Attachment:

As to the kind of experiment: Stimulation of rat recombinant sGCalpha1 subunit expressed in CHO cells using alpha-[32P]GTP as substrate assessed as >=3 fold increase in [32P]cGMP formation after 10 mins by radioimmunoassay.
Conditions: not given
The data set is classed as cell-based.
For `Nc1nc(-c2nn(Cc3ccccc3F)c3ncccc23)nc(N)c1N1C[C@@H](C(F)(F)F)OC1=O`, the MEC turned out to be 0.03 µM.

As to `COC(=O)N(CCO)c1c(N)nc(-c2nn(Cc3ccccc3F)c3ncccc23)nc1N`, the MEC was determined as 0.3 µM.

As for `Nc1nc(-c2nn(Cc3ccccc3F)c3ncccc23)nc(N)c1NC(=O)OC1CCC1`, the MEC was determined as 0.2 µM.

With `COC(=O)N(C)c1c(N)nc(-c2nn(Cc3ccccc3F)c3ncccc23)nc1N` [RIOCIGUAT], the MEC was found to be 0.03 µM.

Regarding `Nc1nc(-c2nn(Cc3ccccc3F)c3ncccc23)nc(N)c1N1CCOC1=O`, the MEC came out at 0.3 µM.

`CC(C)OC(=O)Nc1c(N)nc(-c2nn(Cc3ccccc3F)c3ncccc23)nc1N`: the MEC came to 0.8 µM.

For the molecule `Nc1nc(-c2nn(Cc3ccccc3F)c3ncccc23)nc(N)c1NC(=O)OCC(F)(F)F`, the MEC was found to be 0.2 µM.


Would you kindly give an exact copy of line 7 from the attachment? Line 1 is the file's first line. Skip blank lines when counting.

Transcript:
With `COC(=O)N(C)c1c(N)nc(-c2nn(Cc3ccccc3F)c3ncccc23)nc1N` [RIOCIGUAT], the MEC was found to be 0.03 µM.